âBut Iâm not really. I just lived there,â I insisted. âI belong in the city.â
âSure, money, clothes, shows, lots of entertainment.â
I told him about a movie Iâd seen, but he hadnât heard of it. I asked what he liked to watch, and he breathed out like heâd never thought much about it and then said, âAction?â
Iâd barely joined him on the Cuddler when he suggested we go in the bedroom.
âIâm happy here.â I drank some of my wine and held it in my mouth for a second before letting it slip down. I admit I didnât have a lot of experience at being seductive, nor with married men.
âI get it. You wanna break it in?â Joe slapped my thigh like heâd made a joke.
âShush,â I told him, and put my finger against his lips like a femme fatale in a movie.
He took the hint and kissed me. He smelled good. My eyelids fluttered open and shut, wanting to see him there in my space, on the Cuddler, at the same time I fell into the kiss. He had a whorl of hairs at his throat beneath his undershirt and work shirt. He kissed like he was a bit afraid of me at first. Then he grabbed me by the back of the neck and slid me down on the Cuddler until I was almost prone. It was too small for this, and he wasnât even on the furniture anymore, but the speed with which he worked was sexyâuntil he kicked over my wine with his work boot. I watched it spread across the hardwood while, in spite of my attempt to get up, he circled my mouth with his tongue and pushed his hand up my shirt, right underneath my bra without unhooking it. Beyond his pool-ball head, I watched the wine continue to spread across the floor.
We didnât do it that day.
I auditioned Joe several more times, but things never went quite as planned. Once I made the mistake of asking about his wife. Once he came in and stood around and refused to sit down on the Cuddler at all. The third time, finally, knowing he was taking risks without any reward, I let him do it to me in the bedroom. His penis looked like an anteater, and he asked if I would say dirty things, which I did, more to amuse myself than him. Through the open doorway, I stared at the lemon smirk of the Cuddler and wondered how Iâd got to this pointâIâd thought Iâd known what I wanted. Iâd told the sales girl I knew. And now Iâd lost four days of work in a single month when I had bills to pay. I had the Cuddler to pay for on top of the mortgage. Joe finished up with a groan like he was in pain. He sounded regretful when he said heâd come by the following Thursday, and I said of course then stayed at work that day.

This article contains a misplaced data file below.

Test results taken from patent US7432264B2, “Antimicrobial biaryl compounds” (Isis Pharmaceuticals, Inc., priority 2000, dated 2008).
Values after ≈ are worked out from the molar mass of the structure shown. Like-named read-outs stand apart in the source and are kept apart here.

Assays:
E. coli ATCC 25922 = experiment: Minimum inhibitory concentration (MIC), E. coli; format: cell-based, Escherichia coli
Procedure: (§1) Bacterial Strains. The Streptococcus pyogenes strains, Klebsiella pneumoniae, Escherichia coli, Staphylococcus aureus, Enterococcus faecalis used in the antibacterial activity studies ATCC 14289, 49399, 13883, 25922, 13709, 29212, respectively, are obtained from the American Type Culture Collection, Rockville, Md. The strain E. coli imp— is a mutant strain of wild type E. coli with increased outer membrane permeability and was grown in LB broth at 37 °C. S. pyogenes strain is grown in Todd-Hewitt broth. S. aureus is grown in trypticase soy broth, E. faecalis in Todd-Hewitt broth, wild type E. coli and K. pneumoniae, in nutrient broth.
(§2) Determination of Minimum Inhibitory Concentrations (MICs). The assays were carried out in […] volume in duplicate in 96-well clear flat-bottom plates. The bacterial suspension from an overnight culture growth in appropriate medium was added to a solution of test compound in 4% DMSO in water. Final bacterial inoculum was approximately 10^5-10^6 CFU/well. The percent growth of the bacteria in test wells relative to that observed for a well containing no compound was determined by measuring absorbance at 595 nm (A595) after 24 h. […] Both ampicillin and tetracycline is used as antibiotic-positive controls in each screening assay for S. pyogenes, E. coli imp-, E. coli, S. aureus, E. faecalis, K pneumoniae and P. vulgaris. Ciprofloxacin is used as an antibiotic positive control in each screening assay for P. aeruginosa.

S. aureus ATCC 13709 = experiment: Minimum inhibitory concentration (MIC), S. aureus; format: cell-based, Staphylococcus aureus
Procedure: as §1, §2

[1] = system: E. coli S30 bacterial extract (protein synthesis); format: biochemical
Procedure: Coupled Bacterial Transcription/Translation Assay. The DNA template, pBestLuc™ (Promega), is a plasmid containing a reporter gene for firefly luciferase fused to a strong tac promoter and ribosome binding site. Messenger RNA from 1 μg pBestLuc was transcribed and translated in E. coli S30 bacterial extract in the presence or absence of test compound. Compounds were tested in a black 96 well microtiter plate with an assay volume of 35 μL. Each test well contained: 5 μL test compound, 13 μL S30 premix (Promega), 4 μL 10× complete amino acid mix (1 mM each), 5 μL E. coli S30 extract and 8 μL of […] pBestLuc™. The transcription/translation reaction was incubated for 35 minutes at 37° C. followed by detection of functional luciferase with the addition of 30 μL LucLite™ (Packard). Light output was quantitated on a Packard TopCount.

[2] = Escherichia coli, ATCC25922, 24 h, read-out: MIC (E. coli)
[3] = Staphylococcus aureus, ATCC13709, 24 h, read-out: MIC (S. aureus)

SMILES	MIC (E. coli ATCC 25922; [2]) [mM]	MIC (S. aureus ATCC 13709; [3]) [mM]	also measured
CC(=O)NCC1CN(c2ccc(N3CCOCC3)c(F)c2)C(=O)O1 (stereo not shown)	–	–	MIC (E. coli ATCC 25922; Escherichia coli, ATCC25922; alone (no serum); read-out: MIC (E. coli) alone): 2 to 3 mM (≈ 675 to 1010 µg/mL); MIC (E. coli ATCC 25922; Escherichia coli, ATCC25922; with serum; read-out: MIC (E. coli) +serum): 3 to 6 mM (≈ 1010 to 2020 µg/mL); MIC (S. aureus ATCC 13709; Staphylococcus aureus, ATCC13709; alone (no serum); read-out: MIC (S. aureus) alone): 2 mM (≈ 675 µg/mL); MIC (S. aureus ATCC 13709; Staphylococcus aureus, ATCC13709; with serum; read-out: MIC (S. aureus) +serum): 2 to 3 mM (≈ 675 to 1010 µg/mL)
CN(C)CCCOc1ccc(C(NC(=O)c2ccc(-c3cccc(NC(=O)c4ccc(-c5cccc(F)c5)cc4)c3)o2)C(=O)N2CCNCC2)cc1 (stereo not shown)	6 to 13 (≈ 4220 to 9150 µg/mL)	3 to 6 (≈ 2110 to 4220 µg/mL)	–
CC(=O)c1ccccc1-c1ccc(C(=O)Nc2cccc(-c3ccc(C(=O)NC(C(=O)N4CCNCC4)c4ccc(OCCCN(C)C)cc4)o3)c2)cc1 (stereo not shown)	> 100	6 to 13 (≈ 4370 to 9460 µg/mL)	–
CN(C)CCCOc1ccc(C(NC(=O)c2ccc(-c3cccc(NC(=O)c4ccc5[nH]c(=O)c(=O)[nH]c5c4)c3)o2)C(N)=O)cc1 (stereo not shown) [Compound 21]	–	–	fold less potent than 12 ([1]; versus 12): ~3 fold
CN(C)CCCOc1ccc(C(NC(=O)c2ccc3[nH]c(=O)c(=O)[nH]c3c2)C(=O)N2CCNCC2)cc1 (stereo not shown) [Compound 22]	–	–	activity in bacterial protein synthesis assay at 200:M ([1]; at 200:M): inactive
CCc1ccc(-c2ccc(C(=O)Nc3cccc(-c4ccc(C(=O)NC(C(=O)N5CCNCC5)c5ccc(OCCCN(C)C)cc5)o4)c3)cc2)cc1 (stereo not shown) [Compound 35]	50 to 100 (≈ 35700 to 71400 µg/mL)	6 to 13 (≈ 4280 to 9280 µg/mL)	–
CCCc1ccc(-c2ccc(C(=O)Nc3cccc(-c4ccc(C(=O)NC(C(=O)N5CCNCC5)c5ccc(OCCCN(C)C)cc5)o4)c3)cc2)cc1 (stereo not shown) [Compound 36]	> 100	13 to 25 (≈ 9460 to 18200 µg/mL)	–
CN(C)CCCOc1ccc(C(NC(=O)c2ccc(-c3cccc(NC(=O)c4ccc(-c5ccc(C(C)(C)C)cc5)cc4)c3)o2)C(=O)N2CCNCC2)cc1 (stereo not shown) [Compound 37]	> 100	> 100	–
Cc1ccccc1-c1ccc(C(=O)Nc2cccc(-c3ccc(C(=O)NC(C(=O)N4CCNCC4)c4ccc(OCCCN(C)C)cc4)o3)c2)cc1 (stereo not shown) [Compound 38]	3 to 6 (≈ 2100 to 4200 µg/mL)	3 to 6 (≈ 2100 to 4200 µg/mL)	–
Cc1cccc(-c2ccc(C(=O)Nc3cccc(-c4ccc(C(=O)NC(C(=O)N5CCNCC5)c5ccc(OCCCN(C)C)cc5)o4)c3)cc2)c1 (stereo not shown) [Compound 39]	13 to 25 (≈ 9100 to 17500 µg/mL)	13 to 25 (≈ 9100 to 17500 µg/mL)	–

â˘ â˘ â˘
âDonât you have somewhere to go today?â my cubicle-mate, Elly, asked me.
I frowned. âNope.â
She turned around and continued working. We sat back to back, and I could hear her fingers tapping over the keyboard. There was a hesitation to itâas if she was only pretending to work.
âWhat?â I said.
âWhat?â I said again.
She swiveled around to face me. âI just thought maybe you were seeing a counselor, Marlene. Youâve taken the same day every week. Are you all right?â
âLike a therapist? Does our health plan cover that?â
âSo itâs not a counselor.â She stood up and gazed over the cubicleâs top. Satisfied, she plunked back down and drew her chair up to mine. We both leaned in.
âI was having an affair with a married man,â I confided. âBut itâs over. Too much work, and he isnât the right one for myâlifestyle.â
Elly was aghast and excited: her face was suddenly pink, her eyes overlarge. âI could fix you up!â she whisper-exclaimed. âWhy didnât you tell me you needed a fix-up?â